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2 resultados encontrados para: AUTOR: Catalá, Silvia S.
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- Artículo con arbitraje
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Electroantennogram responses of the Triatoma dimidiata complex to volatiles produced by its exocrine glands
May Concha, Irving Jesús ; Guerenstein, Pablo G. (coaut.) ; Malo Rivera, Edi Álvaro (coaut.) ; Catalá, Silvia S. (coaut.) ; Rojas, Julio C. (coaut.) ;
Contenido en: Acta Tropica Vol. 185 (September 2018), p. 336-343 ISSN: 0001-706X
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Resumen en: Inglés |
Resumen en inglés

Members of the Triatoma dimidiata complex are vectors of the protozoan parasite Trypanosoma cruzi, the etiologic agent of Chagas disease. Morphological and genetic studies indicate that T. dimidiata complex has three principal haplogroups in Mexico. However, whether there are differences in the olfactory physiology among the haplogroups of this complex and a possible correlation with their antennal phenotype are not yet known. Antennal responses to 13 compounds released from the metasternal and Brindley´s glands, which are involved in the alarm and mating-related behaviours of T. dimidiata were investigated using electroantennography (EAG). Overall, of the 13 compounds tested, seven triggered EAG responses in both sexes of three Mexican haplogroups. The sensitivity of the EAG responses show some relationship with the total number of chemo-sensilla present on the antennae. Antennal sensitivity was different between sexes and haplogroups of the T. dimidiata complex. Discriminant analysis of EAG sensitivity was significant, separating the three haplogroups. Our finding is consistent with morphological and genetic evidence for haplogroups distinction within the complex.

- Artículo con arbitraje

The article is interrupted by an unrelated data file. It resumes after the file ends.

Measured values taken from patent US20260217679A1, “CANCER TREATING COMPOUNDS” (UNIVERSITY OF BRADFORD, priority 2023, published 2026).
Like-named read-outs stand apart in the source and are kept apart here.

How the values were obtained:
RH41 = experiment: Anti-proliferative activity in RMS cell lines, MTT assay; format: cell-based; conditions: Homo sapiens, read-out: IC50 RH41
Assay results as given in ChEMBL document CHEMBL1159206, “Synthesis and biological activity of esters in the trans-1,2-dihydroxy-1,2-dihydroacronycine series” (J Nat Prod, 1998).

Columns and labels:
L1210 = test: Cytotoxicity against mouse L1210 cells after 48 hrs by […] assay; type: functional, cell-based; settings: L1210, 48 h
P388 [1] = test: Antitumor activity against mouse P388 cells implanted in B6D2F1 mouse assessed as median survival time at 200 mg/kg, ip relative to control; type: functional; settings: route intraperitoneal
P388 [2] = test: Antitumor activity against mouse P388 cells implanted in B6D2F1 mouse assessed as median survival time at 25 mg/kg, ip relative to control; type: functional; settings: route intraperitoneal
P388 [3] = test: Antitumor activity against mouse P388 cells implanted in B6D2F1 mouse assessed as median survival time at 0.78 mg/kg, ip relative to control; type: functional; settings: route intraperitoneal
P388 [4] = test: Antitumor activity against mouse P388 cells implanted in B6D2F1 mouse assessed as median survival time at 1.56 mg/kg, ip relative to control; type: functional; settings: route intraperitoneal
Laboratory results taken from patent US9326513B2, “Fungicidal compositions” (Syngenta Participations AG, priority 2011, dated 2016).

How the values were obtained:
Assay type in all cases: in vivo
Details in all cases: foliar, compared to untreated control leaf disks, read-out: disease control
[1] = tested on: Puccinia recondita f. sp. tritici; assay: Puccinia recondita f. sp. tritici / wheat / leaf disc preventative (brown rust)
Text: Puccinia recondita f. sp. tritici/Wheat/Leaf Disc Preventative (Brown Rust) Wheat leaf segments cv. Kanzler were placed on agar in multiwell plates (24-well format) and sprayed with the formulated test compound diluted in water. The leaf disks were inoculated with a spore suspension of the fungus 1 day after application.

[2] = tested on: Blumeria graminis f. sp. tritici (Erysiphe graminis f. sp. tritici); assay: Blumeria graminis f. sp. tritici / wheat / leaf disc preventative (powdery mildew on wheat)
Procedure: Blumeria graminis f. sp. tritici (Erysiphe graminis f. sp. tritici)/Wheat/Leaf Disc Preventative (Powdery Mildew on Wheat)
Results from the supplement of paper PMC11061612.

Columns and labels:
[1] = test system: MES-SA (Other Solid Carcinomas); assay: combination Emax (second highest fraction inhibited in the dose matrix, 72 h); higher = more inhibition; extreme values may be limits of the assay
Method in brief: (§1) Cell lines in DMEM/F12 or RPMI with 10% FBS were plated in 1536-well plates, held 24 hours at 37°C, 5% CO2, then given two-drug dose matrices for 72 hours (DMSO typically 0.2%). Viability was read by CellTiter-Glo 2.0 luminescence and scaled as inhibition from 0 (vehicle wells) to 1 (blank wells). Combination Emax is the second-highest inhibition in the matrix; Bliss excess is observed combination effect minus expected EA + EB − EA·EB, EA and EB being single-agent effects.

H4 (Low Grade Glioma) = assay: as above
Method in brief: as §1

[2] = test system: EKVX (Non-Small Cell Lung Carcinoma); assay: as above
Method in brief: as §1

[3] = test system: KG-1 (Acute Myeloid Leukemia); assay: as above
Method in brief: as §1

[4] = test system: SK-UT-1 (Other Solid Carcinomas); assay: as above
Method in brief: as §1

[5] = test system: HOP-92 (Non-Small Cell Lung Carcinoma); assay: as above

Antennal phenotype of Mexican haplogroups of the Triatoma dimidiata complex, vectors of Chagas disease
May Concha, Irving Jesús (autor) ; Guerenstein, Pablo G. (autor) ; Ramsey Willoquet, Janine M. (autor) ; Rojas, Julio C. (autor) ; Catalá, Silvia S. (autora) ;
Contenido en: Infection, Genetics and Evolution Vol. 40 (June 2016), p. 73–79 ISSN: 1567-1348
Resumen en: Inglés |
Resumen en inglés

Triatoma dimidiata (Latreille) is a species complex that spans North, Central, and South America and which is a key vector of all known discrete typing units (DTU) of Trypanosoma cruzi, the etiologic agent of Chagas disease. Morphological and genetic studies indicate that T. dimidiata is a species complex with three principal haplogroups (hg) in Mexico. Different markers and traits are still inconclusive regarding if other morphological differentiation may indicate probable behavioral and vectorial divergences within this complex. In this paper we compared the antennae of three Mexican haplogroups (previously verified by molecular markers ND4 and ITS-2) and discussed possible relationships with their capacity to disperse and colonized new habitats. The abundance of each type of sensillum (bristles, basiconics, thick- and thin-walled trichoids) on the antennae of the three haplogroups, were measured under light microscopy and compared using Kruskal–Wallis non-parametric and multivariate non-parametric analyses. Discriminant analyses indicate significant differences among the antennal phenotype of haplogroups either for adults and some nymphal stages, indicating consistency of the character to analyze intraspecific variability within the complex. The present study shows that the adult antennal pedicel of the T. dimidiata complex have abundant chemosensory sensilla, according with good capacity for dispersal and invasion of different habitats also related to their high capacity to adapt to conserved as well as modified habitats.

However, the numerical differences among the haplogroups are suggesting variations in that capacity. The results here presented support the evidence of T. dimidiata as a species complex but show females and males in a different way. Given the close link between the bug's sensory system and its habitat and host-seeking behavior, AP characterization could be useful to complement genetic, neurological and ethological studies of the closely related Dimidiata Complex haplogroups for a better knowledge of their vectorial capacity and a more robust species differentiation.